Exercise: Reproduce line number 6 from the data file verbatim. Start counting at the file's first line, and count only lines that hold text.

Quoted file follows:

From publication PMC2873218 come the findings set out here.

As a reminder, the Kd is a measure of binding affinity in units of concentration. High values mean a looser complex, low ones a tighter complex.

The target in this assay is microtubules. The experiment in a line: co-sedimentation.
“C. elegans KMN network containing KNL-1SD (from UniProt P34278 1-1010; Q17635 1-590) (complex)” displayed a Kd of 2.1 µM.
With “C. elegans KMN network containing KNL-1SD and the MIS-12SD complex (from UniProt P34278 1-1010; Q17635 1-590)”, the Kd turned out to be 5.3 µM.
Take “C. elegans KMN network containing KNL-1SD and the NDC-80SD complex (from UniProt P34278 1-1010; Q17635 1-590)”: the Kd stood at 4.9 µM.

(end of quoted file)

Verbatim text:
Take “C. elegans KMN network containing KNL-1SD and the NDC-80SD complex (from UniProt P34278 1-1010; Q17635 1-590)”: the Kd stood at 4.9 µM.